Each week, The Spokesman-Review is examining one question from the exam taken by immigrants trying to become United States citizens.
This week’s question: The American Revolution had many important events. Name one.
Anyone who’s watched the “Shot Heard ’Round the World” short from “Schoolhouse Rock!” should be able to answer this question by naming any of the early battles of the American Revolution, including those that took place prior to the signing of the Declaration of Independence in July 1776.
The one that may be seared into your memory is the Battle of Bunker Hill, where “the rebel Col. Prescott proved he was wise” by holding fire until the colonists “could see the whites of the eyes” of the redcoats.
Only, it’s not certain Prescott said that. And the battle didn’t take place on Bunker Hill.
This month marks the 246th anniversary of the end of the British blockade on Boston, culminating with the battle immortalized both in song and memorial in the Charlestown neighborhood of Boston. Massachusetts forces had been tipped that British soldiers intended to capture the hills surrounding Boston Harbor, and on June 16, 1775, received orders to capture Bunker Hill and others on nearby Dorchester Neck to prevent the English from gaining control of the area.
The forces, however, took nearby Breed’s Hill instead. In his 1826 history of the battle, which contains long adoring passages to Col. William Prescott and the Massachusetts militia, the writer Samuel Swett ascribed the error to “a most serious confusion,” and also the belief that Breed’s Hill was a better spot to fortify against the English. The writer Nathaniel Philbrick, author of the 2013 award-winning history “Bunker Hill: A City, a Siege, a Revolution,” told Smithsonian Magazine he believed the hill was fortified closer to British forces in an attempt to force them to fight, rather than the more defensive position afforded by nearby Bunker Hill.
When the English rose the morning of June 17 and noticed the colonists upon them, they opened cannon fire and began to push toward the line of 1,000 men on Breed’s Hill. Peter Brown, a private in the Massachusetts army, wrote of the experience to his mother a week later in a letter that has been preserved by historians.
“We began to be almost beat out, being fatigued by our Labour, having no sleep the night before, very little to eat, no drink but rum, but what we hazzarded our lives to get, we grew faint, Thirsty, hungry and weary,” Brown wrote.
Tellingly, Brown makes no note of the order to stay their rifles until eye whites were visible. Instead, the decision to hold fire had more to do with the technical limitations of their firearms.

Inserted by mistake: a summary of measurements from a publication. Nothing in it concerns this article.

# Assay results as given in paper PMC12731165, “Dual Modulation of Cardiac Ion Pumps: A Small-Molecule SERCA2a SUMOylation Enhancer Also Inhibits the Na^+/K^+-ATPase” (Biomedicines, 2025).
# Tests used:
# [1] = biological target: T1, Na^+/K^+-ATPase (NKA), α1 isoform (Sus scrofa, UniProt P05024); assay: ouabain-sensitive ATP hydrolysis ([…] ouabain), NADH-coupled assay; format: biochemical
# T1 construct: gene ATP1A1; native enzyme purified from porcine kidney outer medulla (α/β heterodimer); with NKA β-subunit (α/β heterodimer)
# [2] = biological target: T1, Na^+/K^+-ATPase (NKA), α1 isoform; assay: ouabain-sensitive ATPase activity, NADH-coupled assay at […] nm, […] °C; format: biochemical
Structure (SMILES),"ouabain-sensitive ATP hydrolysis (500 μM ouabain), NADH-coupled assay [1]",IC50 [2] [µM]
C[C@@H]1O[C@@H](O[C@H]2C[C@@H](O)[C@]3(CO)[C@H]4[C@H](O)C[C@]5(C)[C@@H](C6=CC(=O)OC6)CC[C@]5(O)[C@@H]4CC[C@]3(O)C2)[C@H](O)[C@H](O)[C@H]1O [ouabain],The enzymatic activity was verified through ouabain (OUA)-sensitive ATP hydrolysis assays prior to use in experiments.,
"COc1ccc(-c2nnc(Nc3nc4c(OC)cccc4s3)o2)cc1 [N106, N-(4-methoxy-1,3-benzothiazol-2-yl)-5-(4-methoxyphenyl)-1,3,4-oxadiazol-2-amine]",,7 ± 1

Brown said the British forces “found a Choaky mouthful of us, ’tho we could do nothing with our small arms as yet for distance, and had but two Cannon, and no Gunner, and they from Boston, and from the shipping firing and throwing Bombs, keeping us down, till they almost surrounded us.”
Swett does make note of the famous line supposedly uttered by Prescott, but was writing a full 50 years after the battle had ended. Swett indicates Prescott told his troops not to fire until the British were within “eight rods” of their position, about 44 yards. But also that they should aim low when they saw the whites of the eyes of the British. The phrase had also been used by commanding officers in previous conflicts as early as the 17th century.
J.L. Bell, a historical writer published in the Journal of the American Revolution and author of the blog Boston 1775, notes that an early biography of Prescott didn’t include the quote. Its first appearance may be in the 1808 book by Mason “Parson” Weems about the life of George Washington. That same book contained the story of Washington chopping down the cherry tree, largely believed today to be pure fiction.
Whether Prescott uttered the famous phrase or not, the Battle of Bunker Hill is an acceptable answer to the citizenship question. Though the colonists eventually were forced to retreat from the hill, they lost far fewer men than the English that day. Modern estimates place the casualties at 450 for the colonists and more than 1,000 for the British.
Washington soon arrived to take control of the Continental Army, and King George III rejected the Olive Branch petition, the Continental Congress’ final offering of peace. In August, the king issued a proclamation finding the colonists in rebellion, and the revolution was on.